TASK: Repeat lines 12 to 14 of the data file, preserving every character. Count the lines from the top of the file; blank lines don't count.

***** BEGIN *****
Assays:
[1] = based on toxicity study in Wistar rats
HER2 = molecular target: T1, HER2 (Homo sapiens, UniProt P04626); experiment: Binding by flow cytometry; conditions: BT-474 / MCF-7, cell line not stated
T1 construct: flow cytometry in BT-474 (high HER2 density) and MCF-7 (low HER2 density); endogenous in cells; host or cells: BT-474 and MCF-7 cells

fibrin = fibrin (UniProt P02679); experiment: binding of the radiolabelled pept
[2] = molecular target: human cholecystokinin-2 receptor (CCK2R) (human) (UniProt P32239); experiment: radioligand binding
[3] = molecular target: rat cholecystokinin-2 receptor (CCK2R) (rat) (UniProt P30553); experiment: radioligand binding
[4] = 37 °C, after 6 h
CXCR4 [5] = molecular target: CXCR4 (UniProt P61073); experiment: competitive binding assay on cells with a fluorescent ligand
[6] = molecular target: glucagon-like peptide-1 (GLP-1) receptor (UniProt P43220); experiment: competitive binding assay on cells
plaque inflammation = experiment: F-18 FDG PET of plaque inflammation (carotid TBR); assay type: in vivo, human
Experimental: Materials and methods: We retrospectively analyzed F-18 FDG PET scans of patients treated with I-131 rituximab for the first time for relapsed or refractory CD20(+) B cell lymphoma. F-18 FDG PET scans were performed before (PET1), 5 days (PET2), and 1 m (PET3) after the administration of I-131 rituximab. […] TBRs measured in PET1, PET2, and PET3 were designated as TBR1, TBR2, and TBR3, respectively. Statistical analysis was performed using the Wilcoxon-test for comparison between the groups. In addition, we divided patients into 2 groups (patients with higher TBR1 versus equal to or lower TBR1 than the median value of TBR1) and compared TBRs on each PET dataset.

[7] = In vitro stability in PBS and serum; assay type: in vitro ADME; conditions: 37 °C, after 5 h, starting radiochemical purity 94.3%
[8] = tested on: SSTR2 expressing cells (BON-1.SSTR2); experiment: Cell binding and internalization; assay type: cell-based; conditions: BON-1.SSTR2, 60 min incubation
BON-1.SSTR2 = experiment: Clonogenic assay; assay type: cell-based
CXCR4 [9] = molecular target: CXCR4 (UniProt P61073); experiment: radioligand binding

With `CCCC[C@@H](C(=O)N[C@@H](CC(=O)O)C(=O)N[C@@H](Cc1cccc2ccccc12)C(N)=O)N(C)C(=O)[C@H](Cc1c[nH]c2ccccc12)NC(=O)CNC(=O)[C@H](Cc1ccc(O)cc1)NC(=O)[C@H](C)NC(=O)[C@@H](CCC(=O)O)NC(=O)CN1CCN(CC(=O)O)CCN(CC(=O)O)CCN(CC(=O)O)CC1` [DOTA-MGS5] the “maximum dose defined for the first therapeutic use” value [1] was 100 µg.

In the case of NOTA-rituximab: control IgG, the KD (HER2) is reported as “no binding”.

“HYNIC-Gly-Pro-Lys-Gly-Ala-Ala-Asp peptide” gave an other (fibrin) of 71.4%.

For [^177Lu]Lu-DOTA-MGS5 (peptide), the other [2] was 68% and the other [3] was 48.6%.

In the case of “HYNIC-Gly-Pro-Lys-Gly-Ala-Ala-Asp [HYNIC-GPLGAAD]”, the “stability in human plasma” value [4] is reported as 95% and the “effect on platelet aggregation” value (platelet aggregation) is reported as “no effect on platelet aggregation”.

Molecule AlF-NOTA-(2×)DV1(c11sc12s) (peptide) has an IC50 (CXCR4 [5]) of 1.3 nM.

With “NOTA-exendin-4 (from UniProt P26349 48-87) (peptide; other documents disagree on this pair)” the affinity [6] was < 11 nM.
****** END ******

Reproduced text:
Experimental: Materials and methods: We retrospectively analyzed F-18 FDG PET scans of patients treated with I-131 rituximab for the first time for relapsed or refractory CD20(+) B cell lymphoma. F-18 FDG PET scans were performed before (PET1), 5 days (PET2), and 1 m (PET3) after the administration of I-131 rituximab. […] TBRs measured in PET1, PET2, and PET3 were designated as TBR1, TBR2, and TBR3, respectively. Statistical analysis was performed using the Wilcoxon-test for comparison between the groups. In addition, we divided patients into 2 groups (patients with higher TBR1 versus equal to or lower TBR1 than the median value of TBR1) and compared TBRs on each PET dataset.

[7] = In vitro stability in PBS and serum; assay type: in vitro ADME; conditions: 37 °C, after 5 h, starting radiochemical purity 94.3%
[8] = tested on: SSTR2 expressing cells (BON-1.SSTR2); experiment: Cell binding and internalization; assay type: cell-based; conditions: BON-1.SSTR2, 60 min incubation